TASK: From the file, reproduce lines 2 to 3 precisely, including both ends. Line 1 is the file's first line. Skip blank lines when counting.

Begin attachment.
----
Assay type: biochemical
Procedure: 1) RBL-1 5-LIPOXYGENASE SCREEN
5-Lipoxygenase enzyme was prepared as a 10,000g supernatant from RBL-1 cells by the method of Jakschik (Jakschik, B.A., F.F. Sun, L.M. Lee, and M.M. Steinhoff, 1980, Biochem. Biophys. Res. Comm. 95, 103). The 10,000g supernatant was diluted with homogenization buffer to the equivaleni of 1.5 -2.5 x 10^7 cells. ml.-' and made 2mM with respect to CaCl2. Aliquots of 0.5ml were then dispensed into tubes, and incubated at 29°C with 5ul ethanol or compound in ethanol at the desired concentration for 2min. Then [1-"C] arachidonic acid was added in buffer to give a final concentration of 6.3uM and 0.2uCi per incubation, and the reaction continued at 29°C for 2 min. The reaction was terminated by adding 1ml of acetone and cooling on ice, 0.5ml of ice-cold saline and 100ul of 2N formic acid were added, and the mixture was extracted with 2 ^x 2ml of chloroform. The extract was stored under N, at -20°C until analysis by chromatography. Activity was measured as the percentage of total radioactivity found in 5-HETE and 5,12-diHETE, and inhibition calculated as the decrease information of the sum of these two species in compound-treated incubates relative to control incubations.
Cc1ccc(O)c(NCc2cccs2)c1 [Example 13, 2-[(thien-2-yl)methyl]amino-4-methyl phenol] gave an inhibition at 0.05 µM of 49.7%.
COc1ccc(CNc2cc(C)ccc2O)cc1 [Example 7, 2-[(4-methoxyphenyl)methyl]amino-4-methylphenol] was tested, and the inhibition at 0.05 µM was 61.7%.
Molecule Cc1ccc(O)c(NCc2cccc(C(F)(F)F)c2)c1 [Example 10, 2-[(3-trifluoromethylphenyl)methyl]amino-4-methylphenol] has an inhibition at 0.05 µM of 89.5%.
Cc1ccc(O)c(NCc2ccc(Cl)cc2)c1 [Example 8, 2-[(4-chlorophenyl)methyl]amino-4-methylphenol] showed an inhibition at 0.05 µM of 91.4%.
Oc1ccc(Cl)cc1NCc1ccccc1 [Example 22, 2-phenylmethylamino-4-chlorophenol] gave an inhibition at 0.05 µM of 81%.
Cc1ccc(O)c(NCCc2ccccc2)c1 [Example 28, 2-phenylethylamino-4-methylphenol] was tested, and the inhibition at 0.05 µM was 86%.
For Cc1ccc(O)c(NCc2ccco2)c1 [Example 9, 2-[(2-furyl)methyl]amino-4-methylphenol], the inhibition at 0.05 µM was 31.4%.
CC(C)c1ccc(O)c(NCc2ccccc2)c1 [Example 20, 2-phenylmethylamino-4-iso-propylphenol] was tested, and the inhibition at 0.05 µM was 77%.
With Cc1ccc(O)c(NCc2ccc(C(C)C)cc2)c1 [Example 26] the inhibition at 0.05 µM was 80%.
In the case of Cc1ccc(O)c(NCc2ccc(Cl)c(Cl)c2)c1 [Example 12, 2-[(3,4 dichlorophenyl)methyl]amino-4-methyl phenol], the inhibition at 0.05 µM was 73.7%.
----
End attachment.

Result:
Procedure: 1) RBL-1 5-LIPOXYGENASE SCREEN
5-Lipoxygenase enzyme was prepared as a 10,000g supernatant from RBL-1 cells by the method of Jakschik (Jakschik, B.A., F.F. Sun, L.M. Lee, and M.M. Steinhoff, 1980, Biochem. Biophys. Res. Comm. 95, 103). The 10,000g supernatant was diluted with homogenization buffer to the equivaleni of 1.5 -2.5 x 10^7 cells. ml.-' and made 2mM with respect to CaCl2. Aliquots of 0.5ml were then dispensed into tubes, and incubated at 29°C with 5ul ethanol or compound in ethanol at the desired concentration for 2min. Then [1-"C] arachidonic acid was added in buffer to give a final concentration of 6.3uM and 0.2uCi per incubation, and the reaction continued at 29°C for 2 min. The reaction was terminated by adding 1ml of acetone and cooling on ice, 0.5ml of ice-cold saline and 100ul of 2N formic acid were added, and the mixture was extracted with 2 ^x 2ml of chloroform. The extract was stored under N, at -20°C until analysis by chromatography. Activity was measured as the percentage of total radioactivity found in 5-HETE and 5,12-diHETE, and inhibition calculated as the decrease information of the sum of these two species in compound-treated incubates relative to control incubations.